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There is no penalty for lying on television, as anyone who watches cable news already knows. It is considered normal today when Fox News personalities — to name one prominent group of habitual liars — repeat absurd falsehoods, even if the result is that people contract the coronavirus and die.

There is no penalty for lying on the radio, as everyone has known for decades. It is a highly lucrative daily routine for talk jocks such as Rush Limbaugh and Michael Savage — among the most successful of their ilk — who are often exposed but never feel embarrassed.


There is no penalty for lying on the internet, where spreading the most implausible conspiracy theories, bogus rumors and fake videos is literally a billion-dollar industry and, in some countries such as Russia, a government function.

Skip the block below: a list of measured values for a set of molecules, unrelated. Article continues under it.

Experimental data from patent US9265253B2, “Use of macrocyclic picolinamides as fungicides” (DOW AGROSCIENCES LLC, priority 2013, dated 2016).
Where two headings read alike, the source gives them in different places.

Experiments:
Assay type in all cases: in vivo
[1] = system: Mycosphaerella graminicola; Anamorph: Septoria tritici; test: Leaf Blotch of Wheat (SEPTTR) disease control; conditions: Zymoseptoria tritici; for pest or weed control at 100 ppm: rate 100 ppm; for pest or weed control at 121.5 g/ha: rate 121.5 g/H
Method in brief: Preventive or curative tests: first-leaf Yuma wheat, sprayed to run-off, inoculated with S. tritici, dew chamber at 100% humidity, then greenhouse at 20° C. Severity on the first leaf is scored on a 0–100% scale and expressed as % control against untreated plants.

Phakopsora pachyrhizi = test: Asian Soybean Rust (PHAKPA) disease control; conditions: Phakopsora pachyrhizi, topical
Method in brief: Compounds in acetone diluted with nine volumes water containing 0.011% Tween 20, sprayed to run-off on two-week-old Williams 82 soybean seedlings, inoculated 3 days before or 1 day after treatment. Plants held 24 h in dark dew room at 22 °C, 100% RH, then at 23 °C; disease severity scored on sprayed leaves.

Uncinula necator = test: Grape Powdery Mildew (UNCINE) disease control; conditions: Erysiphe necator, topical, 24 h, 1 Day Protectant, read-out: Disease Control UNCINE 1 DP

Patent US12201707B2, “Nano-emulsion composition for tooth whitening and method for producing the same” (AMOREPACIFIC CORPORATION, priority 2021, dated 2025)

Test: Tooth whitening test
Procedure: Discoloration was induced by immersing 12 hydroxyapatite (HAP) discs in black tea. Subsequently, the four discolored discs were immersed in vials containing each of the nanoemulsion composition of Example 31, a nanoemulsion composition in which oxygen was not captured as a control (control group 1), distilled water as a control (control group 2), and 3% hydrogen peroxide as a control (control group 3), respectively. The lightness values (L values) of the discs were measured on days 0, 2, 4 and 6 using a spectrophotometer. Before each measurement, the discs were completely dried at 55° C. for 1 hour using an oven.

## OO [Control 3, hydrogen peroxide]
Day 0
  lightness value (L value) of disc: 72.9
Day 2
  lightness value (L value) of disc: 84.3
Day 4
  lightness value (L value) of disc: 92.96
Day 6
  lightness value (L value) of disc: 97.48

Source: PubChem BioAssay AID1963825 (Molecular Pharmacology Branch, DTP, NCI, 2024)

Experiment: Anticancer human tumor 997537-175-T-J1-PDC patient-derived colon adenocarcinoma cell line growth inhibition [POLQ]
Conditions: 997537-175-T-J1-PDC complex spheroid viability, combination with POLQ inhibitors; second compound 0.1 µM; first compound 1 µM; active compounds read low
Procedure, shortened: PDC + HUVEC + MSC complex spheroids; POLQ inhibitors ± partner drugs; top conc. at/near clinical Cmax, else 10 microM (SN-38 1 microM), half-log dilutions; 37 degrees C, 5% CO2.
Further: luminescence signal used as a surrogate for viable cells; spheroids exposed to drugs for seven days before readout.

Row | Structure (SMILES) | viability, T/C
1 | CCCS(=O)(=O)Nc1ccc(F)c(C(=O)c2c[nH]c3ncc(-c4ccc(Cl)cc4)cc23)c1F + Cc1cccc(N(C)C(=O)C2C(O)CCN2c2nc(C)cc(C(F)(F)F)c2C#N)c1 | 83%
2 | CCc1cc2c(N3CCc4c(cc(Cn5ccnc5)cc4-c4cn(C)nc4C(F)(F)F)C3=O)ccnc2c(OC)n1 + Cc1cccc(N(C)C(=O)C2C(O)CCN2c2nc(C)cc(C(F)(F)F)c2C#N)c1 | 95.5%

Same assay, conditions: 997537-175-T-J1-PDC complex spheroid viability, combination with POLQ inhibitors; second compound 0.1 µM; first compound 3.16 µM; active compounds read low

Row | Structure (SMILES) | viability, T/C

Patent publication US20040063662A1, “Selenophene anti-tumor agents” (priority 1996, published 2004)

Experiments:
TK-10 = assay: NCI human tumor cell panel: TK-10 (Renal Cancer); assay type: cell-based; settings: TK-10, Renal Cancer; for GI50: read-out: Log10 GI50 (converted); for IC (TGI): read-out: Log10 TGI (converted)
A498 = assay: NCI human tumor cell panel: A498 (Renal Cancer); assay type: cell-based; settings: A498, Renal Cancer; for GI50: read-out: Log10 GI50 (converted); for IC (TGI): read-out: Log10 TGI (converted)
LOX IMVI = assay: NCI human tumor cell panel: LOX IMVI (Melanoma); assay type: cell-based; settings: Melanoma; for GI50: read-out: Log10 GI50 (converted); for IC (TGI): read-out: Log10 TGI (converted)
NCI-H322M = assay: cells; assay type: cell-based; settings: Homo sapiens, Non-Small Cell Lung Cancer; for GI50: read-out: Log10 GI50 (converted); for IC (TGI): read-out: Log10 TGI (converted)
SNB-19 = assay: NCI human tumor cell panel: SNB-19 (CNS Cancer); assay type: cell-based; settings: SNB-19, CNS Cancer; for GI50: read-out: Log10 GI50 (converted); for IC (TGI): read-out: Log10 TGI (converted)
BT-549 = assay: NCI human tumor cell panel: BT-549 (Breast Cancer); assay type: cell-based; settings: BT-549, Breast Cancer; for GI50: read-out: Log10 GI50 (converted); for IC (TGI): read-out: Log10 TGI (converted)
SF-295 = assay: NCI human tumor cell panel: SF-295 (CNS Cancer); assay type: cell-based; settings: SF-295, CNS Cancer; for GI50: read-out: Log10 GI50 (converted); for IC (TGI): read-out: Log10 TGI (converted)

But sometimes, there's a penalty for lying to a court or a federal law enforcement official. Which is why the mendacious claims about the presidential election now running unabated online and on air can suddenly turn to ashes in the mouths of President Donald Trump's lawyers. So eager to proffer fraudulent claims of vote fraud, those loudmouths start mumbling when reminded that they are subject to statutory discipline.

More than once during the past few days, Trump attorneys who brought actions against election authorities in battleground states have lapsed into what the late Jimmy Breslin used to call "off-English." In a Breslin column, "off-English" described words used to evade inconvenient truths.

The hard truth dodged by those Republican attorneys — and their client and his cult — is that Joe Biden soundly defeated the president by much larger margins than he achieved four years ago, and that there is simply no plausible evidence to diminish those totals. Outside the courthouses, on TV and online, those lawyers and their publicity apparatus, including the taxpayer-supported propagandists in the White House, say whatever Trump wants to hear, no matter how untrue.

They're not quite so brazen when appearing before a judge, however.